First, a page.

The weekly student newspaper of Bucknell University

The Bucknellian

The weekly student newspaper of Bucknell University

The Bucknellian

The weekly student newspaper of Bucknell University

The Bucknellian

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Midterm Madness: Exams or Papers?

Evelyn+Pierce%2C+Graphics+Manager+%2F+The+Bucknellian
Evelyn Pierce, Graphics Manager / The Bucknellian

This semester has quite literally flown by in the blink of an eye. It’s so hard to believe we’re already experiencing the plights of Midterms. Whether you’ve already tackled your midterms or are bracing yourself for the storm, the format tends to come down to two options: an exam or a paper. It’s a topic I’ve talked about extensively with my peers, especially considering the diverse range of courses we take. Oftentimes, social sciences and humanities courses tend to learn towards papers for midterms, although sometimes there are exams instead. It’s a different story in math and science courses, where exams are much more common. After all, who would want to churn out an 8-page essay on discrete math structures? The question is, which one is better? 

I pride myself on being well-prepared for class, producing quality work, and studying everyday. Yet, despite my efforts when it comes to studying, completing homework and actively engaging in lectures, there’s one hurdle I have struggled with: test anxiety. I could study consistently for the entire semester, but I will still find myself huddled up in a common room somewhere staring at my laptop and notes late at night because I’m so riled up and nervous. This sentiment is echoed by many of my peers, who are often tasked with grappling with the pressure of timed, closed-book exams.

While I acknowledge the importance of exams in assessing information retention and understanding, I will always prefer papers and written assignments. Maybe it’s my love for writing—after all, I serve as the editor for this section of the newspaper. I do, however, find myself thinking that it’s more than just some passion. When tasked with a research paper or analytical essay, students have to read various texts, analyze sources and synthesize information. It’s a process that not only solidifies their comprehension of the material, but also nurtures their ability to articulate well-formed opinions.

Writing allows one to delve deep into the subject matter, immersing themselves in research, analysis, and critical thought. This immersive approach to learning enhances the understanding of the concept or topic in ways that a timed exam simply cannot match. 

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Moreover, the absence of strict time constraints provides the freedom to explore ideas, refine arguments, and produce quality work. When taking a timed exam, on the other hand, students may find themselves rushing and under much more pressure.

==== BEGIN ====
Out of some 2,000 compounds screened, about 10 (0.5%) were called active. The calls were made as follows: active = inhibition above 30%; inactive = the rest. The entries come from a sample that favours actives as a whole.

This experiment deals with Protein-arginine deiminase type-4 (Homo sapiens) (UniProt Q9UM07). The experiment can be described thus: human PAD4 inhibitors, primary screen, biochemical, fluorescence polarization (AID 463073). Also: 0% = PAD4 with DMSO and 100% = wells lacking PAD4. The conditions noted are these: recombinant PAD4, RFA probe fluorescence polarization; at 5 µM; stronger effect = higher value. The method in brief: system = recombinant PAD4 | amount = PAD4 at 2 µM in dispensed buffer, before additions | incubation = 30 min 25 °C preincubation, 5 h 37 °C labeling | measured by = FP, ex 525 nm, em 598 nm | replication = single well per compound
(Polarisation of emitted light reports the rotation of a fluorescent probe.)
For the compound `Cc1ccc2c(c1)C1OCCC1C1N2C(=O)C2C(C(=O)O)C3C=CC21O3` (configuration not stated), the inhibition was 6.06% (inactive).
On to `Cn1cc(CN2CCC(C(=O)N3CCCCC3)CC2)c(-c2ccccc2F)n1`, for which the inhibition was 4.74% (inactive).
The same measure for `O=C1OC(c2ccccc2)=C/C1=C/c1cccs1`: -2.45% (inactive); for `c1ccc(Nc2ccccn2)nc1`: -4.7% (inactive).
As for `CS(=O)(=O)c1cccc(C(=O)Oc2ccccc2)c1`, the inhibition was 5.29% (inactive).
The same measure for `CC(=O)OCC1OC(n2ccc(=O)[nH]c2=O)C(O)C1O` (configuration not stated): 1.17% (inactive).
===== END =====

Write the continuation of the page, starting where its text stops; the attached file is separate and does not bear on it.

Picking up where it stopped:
Of course, it’s essential to acknowledge the challenges that paper assignments pose, particularly for instructors and professors. Grading lengthy essays is very time consuming, as professors may have to take into account the tiniest grammar mistakes while also thoughtfully reading through numerous papers. Additionally, the nature of written assignments opens the door to concerns regarding plagiarism and academic integrity. I mean we’ve all become aware of technologies like ChatGPT and others. Another drawback is how grading papers is a lot more subjective than grading an exam with clear cut answers. Professors might have to be a lot more mindful that their grading is/should not be based on how they would answer the question. 

Despite these drawbacks, I remain stern in my belief that the benefits of paper assignments far outweigh the challenges they present.

Writing papers presents students with the challenge of synthesizing information and articulating it in their own words, maybe even incorporating their own opinions and arguments. This process encourages them to critically evaluate their stance on a given topic, while extending their knowledge. Unlike the passive act of memorization often associated with exam preparation, writing requires active engagement and comprehension. 

It is also worth considering the integration of short writing assignments in Math and Science curricula, rather than relying solely on quizzes. Students are used to having to memorize formulas, methods and concepts, through whatever memorization abilities they’ve picked up. But what if you asked them to actually explain why that works, or why it even matters? The ability to articulate the underlying principles behind concepts demonstrates a deeper understanding. Students could develop essential writing and language skills, while also demonstrating overall comprehension and the ability to think critically. 

While I may personally always prefer papers and written assignments, I recognize that every student is unique, and what works for me may not work for others. For educators, I think it’s imperative to embrace a diverse range of assessment methods though, and not just always hand out a quiz or an intense exam. After all, the ultimate goal is not just for professors to test knowledge and for students to cram study information they’re gonna forget a month afterwards, but also to cultivate a love of learning and actual comprehension of the material.

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